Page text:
Do everything Dave Tate tells you to do in this article and you'll add 50 pounds to your bench press.
Dave Tate talks about injuries, nutrition, technique, peri-workout nutrition, and in general, busting your balls in the gym.
The next phase in Dave's iron evolution is helping others, and he's starting with you.
Thirty years of iron work ends at the top of the mountain - with the Mountain Dog.
How does a broken-down powerlifter turn himself into a jacked-up bodybuilder? He gets help from three top coaches.
When Dave retired from powerlifting, he was a physical wreck. But all the king's horses couldn't put him back together, so he took matters into his own hands and came up with an unorthodox cure.
Maximum Effort Method, Dynamic Effort Method, and the Repetition Method, including a comprehensive workout that pulls it all together. Enough said.
Dave shares his step-by-step approach to doing record lifts in the squat, bench, and deadlift.
Most of you don't have what it takes to train at Westside. But it's not your body that will break down first, it's your weak mind.
Powerlifting's prodigal son returns bigger and stronger to bending bars, busting PR's, and tearing pecs.
Zubaz pants, Hotskinz tights, and matching fanny packs. Dave Tate survived bodybuilding in the '80s - and learned a few things along the way, too.
While you were listening to Duran Duran and watching Mork and Mindy, Dave Tate was under the bar. Here's what you can learn from his experiences. Nanoo, Nanoo!
You don't spend 30 years under the bar without acquiring a few scars - and learning a few lessons.
More tough love from Date Tate. Just don't get too grossed out by a couple of the pictures.
Dave presents his greatest training secrets, They're based on his experience and that of his peers and they represent the cold hard truth that many would rather avoid.
If you don't know your foot position for a conventional deadlift and need a place to start from, try hanging from a chin bar and simply drop to the floor. Normally, where your feet land is your best pulling stance.
There are very few things that I've seen work when it comes to help with dropped deadlifts due to grip. Dumbbell holds, however, are one movement that's shown great results. Grab the top of a hex dumbbell, making sure that you don't touch the numbers. Grab, stand, and hold for as long as you can. If you can go over 20 seconds, up the weight.
The most successful people spend their time learning from their mistakes and other people. If strength is your game then read about it, talk about it, and do everything you can to make yourself better. Talk to anyone you feel can help you. Steal from the strong and use it in your training. You can never learn too much. Your success may depend on one very small thing you could never have figured out yourself.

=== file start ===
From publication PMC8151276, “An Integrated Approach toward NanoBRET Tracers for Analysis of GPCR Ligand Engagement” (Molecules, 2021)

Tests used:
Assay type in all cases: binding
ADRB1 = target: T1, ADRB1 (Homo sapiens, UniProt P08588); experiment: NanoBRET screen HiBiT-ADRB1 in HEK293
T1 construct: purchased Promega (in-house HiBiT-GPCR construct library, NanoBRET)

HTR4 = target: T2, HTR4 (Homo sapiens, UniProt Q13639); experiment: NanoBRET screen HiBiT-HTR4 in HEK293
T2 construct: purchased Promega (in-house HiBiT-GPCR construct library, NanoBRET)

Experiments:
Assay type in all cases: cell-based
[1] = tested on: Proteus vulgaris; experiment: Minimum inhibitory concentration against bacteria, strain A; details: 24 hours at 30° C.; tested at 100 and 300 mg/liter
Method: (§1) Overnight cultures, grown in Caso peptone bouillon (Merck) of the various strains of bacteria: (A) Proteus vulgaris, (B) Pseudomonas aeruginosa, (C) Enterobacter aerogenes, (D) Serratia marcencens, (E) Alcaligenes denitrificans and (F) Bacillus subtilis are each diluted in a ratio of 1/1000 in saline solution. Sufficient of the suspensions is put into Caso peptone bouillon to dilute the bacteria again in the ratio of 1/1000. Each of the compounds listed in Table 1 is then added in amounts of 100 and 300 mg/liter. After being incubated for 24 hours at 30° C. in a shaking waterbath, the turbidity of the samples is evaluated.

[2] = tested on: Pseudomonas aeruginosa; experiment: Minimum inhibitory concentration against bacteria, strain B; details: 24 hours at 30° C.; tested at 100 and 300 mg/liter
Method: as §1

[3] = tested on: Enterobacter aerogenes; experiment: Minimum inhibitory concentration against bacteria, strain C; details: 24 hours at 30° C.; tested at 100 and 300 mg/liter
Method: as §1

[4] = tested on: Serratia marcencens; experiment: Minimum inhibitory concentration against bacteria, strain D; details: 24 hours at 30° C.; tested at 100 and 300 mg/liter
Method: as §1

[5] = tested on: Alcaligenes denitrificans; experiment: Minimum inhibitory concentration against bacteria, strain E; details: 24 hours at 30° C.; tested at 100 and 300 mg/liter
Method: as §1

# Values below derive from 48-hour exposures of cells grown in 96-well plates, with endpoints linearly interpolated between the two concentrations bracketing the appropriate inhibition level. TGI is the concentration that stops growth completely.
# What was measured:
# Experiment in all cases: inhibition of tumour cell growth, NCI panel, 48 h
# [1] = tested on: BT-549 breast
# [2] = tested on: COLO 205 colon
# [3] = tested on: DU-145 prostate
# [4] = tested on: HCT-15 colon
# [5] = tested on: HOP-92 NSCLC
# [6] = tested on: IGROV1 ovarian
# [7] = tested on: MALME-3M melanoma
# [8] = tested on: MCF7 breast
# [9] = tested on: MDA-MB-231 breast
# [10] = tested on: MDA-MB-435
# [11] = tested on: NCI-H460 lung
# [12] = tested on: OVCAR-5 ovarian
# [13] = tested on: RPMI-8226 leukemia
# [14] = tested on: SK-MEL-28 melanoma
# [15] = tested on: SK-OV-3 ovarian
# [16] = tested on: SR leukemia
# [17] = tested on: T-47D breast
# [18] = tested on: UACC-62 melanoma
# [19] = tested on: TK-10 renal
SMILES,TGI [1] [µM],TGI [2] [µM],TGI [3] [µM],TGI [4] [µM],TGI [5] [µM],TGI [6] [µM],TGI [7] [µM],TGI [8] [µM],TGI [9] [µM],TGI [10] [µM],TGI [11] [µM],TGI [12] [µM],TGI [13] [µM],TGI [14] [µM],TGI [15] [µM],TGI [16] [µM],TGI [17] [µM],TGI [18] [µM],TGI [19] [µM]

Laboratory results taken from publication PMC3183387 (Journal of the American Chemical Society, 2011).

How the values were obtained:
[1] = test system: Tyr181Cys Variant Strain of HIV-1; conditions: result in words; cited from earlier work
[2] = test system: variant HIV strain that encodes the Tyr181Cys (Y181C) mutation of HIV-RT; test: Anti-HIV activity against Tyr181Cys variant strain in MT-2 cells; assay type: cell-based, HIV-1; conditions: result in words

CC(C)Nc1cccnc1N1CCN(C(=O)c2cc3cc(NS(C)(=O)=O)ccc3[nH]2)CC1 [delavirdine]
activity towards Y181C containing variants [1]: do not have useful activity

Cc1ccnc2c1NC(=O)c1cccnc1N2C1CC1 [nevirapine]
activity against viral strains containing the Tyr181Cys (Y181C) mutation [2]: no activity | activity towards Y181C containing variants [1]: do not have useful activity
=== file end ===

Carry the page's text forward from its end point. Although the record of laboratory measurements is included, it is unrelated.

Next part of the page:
You only go around once, so you may as well make the best of your time here by living the life you really want to live. "Well, Dave, I'd like to but..." But what? Do what you gotta do! There are many people out there who live "but lives," "I shoulda lives," and "I coulda lives." These people are easy to find. They're the ones we call critics: those who've become masters of the "have not" and love to spend their time telling us what we can and can't do. They make up 90% of the people I've met. Avoid them! They love to pull you down.
Train your ass off. Rome wasn't built in a day, but they didn't waste time by sitting around doing nothing either!
You've read about the dynamic and max effort methods and are excited to get rolling. Problem is you just began training six months ago and look like a beanpole. Yes, you can use these methods, but only when they're implemented into a program based around your weaknesses. What's your weakness? Hamstrings? Triceps? Or could it be that your entire body needs to be built up? A beginner doesn't need to start with advanced training principles. He needs to first build a solid foundation with basic movements.
There's more to getting strong than just lifting the weights. You have to get an attitude with the weights and bust your ass. Louie once told me he would NEVER train with anyone who didn't scare him in one way or another. This is some of the best advice I've ever heard. I'm not saying you should be a dick, but there's a huge difference between "training" and "working out."
Weak points come from not doing the things you suck at doing. The difference between a successful athlete and a crappy one is they always do the things they have to do, not what they want to do.
Screw that Spiderman sequel! We've got the only sequel that matters: the next installment of Dave Tate's "Eat my Meat." Oh, and you'll want to get a bench shirt after looking at one of the pictures in this article, guaranteed.
Disappointed in your progress? Well, it's the person who trains the smartest who'll last the longest, and in time your day will come. The road is never easy and it may take a few years to put ten pounds on your bench if you've been training for awhile. If it was easy, everyone would be doing it. This isn't an easy game for anyone, even the guys who progress quickly. This is because it all slows down in time. If you can't handle it, then try the Stairmaster and stay the hell out of the weightroom! The rest of us have work to do and don't need your negative ass in the way.